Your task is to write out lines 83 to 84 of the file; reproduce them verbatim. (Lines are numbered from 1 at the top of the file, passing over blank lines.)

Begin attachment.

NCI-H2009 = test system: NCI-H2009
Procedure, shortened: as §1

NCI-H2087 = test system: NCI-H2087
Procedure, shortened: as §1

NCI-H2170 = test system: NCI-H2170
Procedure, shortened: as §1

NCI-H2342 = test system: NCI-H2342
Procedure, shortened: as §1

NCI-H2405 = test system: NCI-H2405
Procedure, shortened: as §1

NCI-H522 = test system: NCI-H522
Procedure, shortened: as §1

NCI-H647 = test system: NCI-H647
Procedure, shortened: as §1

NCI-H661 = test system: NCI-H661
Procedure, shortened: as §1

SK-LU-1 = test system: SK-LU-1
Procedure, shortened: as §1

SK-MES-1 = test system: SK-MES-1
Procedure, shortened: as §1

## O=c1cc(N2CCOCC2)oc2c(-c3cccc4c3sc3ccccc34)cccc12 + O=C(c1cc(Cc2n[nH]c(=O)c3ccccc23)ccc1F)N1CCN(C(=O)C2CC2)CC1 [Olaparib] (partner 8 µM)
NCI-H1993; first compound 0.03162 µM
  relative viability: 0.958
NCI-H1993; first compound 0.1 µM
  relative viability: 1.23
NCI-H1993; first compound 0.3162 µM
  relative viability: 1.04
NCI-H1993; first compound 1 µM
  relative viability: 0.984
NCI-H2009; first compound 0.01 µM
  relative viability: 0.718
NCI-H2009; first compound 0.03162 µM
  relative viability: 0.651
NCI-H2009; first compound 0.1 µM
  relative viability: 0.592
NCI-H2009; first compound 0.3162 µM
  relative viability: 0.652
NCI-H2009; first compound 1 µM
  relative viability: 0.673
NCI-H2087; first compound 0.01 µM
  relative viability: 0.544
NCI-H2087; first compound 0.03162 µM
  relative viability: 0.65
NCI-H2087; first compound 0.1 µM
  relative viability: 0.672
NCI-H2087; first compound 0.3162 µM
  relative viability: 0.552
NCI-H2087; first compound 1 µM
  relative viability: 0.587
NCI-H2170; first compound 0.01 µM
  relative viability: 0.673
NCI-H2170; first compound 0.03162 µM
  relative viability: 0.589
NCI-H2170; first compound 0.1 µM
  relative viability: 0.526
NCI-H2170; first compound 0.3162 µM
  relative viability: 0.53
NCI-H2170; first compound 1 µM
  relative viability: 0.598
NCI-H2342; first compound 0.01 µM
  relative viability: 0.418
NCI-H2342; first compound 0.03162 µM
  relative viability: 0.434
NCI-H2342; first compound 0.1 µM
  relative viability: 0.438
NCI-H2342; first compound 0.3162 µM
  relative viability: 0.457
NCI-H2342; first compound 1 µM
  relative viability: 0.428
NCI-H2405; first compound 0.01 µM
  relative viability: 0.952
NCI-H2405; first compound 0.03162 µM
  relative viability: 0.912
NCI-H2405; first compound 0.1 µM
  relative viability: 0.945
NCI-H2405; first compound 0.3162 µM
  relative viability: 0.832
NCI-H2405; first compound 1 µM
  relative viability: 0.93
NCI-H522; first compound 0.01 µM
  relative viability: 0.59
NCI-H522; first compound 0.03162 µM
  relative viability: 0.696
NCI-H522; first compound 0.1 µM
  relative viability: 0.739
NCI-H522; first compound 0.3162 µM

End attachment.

  relative viability: 0.696
NCI-H522; first compound 0.1 µM